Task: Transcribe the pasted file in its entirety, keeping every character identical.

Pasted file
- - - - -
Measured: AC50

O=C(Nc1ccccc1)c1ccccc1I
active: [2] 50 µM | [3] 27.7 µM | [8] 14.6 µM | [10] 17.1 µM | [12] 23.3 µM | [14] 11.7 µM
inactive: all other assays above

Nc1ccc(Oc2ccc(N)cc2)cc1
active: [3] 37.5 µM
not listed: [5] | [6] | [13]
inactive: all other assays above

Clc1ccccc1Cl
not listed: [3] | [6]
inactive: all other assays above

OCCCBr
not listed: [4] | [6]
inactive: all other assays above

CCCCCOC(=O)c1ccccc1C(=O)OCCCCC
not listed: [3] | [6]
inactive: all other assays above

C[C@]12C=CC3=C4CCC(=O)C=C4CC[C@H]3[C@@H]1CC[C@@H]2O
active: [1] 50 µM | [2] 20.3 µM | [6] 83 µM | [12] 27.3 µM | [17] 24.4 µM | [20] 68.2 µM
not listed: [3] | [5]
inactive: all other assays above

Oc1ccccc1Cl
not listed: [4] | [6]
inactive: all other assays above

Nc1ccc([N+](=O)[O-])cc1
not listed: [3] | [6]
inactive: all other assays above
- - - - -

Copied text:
Measured: AC50

O=C(Nc1ccccc1)c1ccccc1I
active: [2] 50 µM | [3] 27.7 µM | [8] 14.6 µM | [10] 17.1 µM | [12] 23.3 µM | [14] 11.7 µM
inactive: all other assays above

Nc1ccc(Oc2ccc(N)cc2)cc1
active: [3] 37.5 µM
not listed: [5] | [6] | [13]
inactive: all other assays above

Clc1ccccc1Cl
not listed: [3] | [6]
inactive: all other assays above

OCCCBr
not listed: [4] | [6]
inactive: all other assays above

CCCCCOC(=O)c1ccccc1C(=O)OCCCCC
not listed: [3] | [6]
inactive: all other assays above

C[C@]12C=CC3=C4CCC(=O)C=C4CC[C@H]3[C@@H]1CC[C@@H]2O
active: [1] 50 µM | [2] 20.3 µM | [6] 83 µM | [12] 27.3 µM | [17] 24.4 µM | [20] 68.2 µM
not listed: [3] | [5]
inactive: all other assays above

Oc1ccccc1Cl
not listed: [4] | [6]
inactive: all other assays above

Nc1ccc([N+](=O)[O-])cc1
not listed: [3] | [6]
inactive: all other assays above